#3 Clue (in-store in advance), Sunday Oct. 29th :: A reason to receive an oppressor's living tribute.
Accompanying Towns to the Olympics were Herman Stegeman, athletic director and his wife Dorthea. They brought home a gift from Hitler who gave each gold medal winner an oak seedling from Germany's Black Forest. For years, a bench commemorating Spec's Olympic victory and the oak stood behind the north stands of Sanford Stadium. When the stadium was expanded in 1967 the bench and the tree were moved to Stegeman Coliseum.
Bonus Clue at Gerald Jones Auto Group :: A place carries a name so that all would remember such achievement, yet the box is near where it all began.
Forrest “Spec” Towns is the greatest track and field legend in UGA history, winning SEC, NCAA and Olympic titles, setting a world record and coaching the Georgia track and field squad for over 30 years. The University honored him with the name of the Spec Towns Track and an annual track meet called the Spec Towns Invitational. He died at the age of 77 in Athens, GA.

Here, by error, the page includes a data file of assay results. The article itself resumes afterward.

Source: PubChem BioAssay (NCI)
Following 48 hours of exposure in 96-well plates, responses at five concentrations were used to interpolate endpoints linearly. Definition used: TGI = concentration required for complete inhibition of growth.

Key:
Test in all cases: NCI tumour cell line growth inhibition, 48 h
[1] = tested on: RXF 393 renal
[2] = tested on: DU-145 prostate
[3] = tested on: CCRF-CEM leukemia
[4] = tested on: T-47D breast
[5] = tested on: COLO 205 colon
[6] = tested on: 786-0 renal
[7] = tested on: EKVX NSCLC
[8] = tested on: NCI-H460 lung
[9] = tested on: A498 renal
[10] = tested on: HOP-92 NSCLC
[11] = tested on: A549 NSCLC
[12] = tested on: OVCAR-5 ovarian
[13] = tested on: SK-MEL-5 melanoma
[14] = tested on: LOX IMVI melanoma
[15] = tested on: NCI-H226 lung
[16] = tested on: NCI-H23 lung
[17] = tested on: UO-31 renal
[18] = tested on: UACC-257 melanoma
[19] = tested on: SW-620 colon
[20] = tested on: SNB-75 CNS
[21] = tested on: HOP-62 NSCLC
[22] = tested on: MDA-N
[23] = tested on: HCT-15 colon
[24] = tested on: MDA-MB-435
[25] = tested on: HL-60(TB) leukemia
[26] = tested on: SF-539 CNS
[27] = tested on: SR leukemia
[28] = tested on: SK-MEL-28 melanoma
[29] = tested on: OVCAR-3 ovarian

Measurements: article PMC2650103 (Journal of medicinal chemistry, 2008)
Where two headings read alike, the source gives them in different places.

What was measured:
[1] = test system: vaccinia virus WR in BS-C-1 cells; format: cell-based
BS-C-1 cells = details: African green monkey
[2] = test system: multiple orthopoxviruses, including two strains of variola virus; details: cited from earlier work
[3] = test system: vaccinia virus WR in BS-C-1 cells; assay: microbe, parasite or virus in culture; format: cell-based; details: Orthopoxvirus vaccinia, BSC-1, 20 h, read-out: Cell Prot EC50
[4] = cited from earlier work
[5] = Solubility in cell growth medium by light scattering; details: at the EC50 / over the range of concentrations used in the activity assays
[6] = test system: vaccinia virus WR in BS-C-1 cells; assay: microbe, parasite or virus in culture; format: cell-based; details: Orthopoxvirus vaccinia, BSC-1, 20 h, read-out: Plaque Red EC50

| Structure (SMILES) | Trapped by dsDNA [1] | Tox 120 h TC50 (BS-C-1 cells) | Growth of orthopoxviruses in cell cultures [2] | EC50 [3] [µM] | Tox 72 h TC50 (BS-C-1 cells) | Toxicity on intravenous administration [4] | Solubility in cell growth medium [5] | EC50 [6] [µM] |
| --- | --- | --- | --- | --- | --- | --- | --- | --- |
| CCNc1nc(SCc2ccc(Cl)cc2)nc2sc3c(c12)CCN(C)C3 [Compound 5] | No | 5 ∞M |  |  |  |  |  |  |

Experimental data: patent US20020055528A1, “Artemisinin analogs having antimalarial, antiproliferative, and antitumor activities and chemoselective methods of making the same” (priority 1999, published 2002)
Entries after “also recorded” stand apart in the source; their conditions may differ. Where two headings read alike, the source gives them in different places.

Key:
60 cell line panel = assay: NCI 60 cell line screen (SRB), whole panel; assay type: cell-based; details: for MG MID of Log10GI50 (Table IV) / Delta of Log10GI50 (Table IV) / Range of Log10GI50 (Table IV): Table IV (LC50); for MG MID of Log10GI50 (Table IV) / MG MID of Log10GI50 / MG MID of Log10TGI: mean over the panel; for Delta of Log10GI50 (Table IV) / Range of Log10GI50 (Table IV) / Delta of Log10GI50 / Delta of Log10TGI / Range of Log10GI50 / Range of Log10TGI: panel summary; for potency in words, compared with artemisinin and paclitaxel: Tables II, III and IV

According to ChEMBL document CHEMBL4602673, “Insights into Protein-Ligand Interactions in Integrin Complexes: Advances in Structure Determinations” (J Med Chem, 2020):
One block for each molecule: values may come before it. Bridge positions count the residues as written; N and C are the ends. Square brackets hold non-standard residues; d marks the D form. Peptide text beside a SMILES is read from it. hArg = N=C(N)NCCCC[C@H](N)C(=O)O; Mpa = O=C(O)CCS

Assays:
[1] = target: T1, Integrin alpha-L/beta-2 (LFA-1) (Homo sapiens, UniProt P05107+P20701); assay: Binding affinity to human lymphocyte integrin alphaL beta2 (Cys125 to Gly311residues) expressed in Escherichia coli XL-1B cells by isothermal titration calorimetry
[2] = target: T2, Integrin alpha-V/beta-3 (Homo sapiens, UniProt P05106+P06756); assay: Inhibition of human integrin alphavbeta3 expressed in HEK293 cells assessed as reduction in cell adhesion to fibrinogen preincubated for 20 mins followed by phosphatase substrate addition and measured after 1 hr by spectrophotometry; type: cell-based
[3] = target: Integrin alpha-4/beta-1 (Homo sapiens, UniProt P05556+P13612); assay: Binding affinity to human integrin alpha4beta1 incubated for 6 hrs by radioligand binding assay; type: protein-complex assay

The Bonus Clue :: From now to the end of this season you'll be able to visit any dealership of the Gerald Jones Auto Group starting on Friday at 10am for a bonus clue for each Green Box (that's one clue for the whole week). This clue will not be emailed, texted, on social or on our websites. In turn, the Auto Group will draw one a winner from this season to receive a new $35,000 car! Learn about the details here.
Also, if you want to learn more about the game or haven't signed up for the daily clue to be sent you, you may do so here. Also the Green Box will be not just hidden, but well disguised. Also, there is Facebook group for hunters that can be found here. Please, note that only the first clue of the week will be posted on our social media. Visit Windsor Fine Jewelers today at 2635 Washington Rd, Augusta, GA 30904 or call us at (706) 738-7777